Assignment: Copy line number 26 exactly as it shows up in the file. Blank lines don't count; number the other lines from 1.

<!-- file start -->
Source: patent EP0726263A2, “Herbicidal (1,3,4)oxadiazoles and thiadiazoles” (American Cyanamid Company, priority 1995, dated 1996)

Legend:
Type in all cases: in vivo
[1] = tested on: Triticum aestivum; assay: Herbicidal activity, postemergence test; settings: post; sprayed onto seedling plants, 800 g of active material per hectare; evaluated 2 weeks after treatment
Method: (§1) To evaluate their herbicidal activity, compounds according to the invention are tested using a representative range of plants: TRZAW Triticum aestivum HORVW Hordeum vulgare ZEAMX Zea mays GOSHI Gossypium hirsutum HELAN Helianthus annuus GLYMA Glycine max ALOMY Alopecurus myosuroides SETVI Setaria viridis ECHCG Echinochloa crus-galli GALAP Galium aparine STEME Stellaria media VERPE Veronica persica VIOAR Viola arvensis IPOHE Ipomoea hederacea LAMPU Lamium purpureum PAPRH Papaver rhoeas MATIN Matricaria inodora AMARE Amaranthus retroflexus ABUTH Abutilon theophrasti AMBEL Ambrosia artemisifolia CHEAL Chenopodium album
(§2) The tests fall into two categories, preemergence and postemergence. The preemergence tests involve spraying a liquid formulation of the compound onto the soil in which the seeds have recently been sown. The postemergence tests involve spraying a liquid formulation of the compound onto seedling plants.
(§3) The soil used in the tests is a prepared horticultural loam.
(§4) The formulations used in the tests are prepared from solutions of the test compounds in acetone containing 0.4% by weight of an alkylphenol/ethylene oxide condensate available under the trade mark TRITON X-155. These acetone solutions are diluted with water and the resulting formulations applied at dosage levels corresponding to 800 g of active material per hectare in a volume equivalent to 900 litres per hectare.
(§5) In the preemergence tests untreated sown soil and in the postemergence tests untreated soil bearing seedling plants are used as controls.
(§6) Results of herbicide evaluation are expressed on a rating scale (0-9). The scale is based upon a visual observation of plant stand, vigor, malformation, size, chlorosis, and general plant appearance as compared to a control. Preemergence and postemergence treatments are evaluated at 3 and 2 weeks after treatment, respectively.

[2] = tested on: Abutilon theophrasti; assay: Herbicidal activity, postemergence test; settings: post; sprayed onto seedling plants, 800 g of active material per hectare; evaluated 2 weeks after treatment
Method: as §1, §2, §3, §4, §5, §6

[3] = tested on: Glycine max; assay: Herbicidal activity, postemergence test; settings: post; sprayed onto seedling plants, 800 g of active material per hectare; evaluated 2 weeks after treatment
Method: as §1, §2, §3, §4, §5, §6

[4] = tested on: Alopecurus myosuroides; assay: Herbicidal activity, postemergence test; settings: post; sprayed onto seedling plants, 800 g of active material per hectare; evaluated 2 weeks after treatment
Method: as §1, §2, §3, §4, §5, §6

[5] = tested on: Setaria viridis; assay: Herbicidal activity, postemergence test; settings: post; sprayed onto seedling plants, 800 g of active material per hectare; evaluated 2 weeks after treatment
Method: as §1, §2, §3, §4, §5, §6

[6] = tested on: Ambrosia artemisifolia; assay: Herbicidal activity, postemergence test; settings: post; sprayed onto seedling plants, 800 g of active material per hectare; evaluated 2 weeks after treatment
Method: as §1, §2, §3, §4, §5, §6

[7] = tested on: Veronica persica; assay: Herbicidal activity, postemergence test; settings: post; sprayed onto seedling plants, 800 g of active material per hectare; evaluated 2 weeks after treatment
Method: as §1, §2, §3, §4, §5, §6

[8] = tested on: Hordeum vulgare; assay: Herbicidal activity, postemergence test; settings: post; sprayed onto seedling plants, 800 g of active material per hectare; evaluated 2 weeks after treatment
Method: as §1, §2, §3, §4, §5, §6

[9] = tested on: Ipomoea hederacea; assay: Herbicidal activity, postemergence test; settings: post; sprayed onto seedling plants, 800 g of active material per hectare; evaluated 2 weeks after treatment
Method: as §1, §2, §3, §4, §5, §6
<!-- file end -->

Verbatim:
Method: as §1, §2, §3, §4, §5, §6